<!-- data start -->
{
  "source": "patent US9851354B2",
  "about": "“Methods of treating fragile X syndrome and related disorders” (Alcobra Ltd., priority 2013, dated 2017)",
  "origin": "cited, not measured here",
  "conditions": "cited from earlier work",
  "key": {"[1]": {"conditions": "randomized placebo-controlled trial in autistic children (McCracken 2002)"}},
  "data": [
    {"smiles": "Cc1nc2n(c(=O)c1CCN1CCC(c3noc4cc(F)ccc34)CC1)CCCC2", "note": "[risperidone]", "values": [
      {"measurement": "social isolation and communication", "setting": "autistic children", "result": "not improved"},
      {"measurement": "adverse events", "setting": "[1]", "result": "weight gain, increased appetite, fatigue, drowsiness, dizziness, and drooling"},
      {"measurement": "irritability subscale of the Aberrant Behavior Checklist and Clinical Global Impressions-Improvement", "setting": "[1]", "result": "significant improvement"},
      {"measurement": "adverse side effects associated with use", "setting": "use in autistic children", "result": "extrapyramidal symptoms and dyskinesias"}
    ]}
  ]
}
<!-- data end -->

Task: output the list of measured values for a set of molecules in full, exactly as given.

{
  "source": "patent US9851354B2",
  "about": "“Methods of treating fragile X syndrome and related disorders” (Alcobra Ltd., priority 2013, dated 2017)",
  "origin": "cited, not measured here",
  "conditions": "cited from earlier work",
  "key": {"[1]": {"conditions": "randomized placebo-controlled trial in autistic children (McCracken 2002)"}},
  "data": [
    {"smiles": "Cc1nc2n(c(=O)c1CCN1CCC(c3noc4cc(F)ccc34)CC1)CCCC2", "note": "[risperidone]", "values": [
      {"measurement": "social isolation and communication", "setting": "autistic children", "result": "not improved"},
      {"measurement": "adverse events", "setting": "[1]", "result": "weight gain, increased appetite, fatigue, drowsiness, dizziness, and drooling"},
      {"measurement": "irritability subscale of the Aberrant Behavior Checklist and Clinical Global Impressions-Improvement", "setting": "[1]", "result": "significant improvement"},
      {"measurement": "adverse side effects associated with use", "setting": "use in autistic children", "result": "extrapyramidal symptoms and dyskinesias"}
    ]}
  ]
}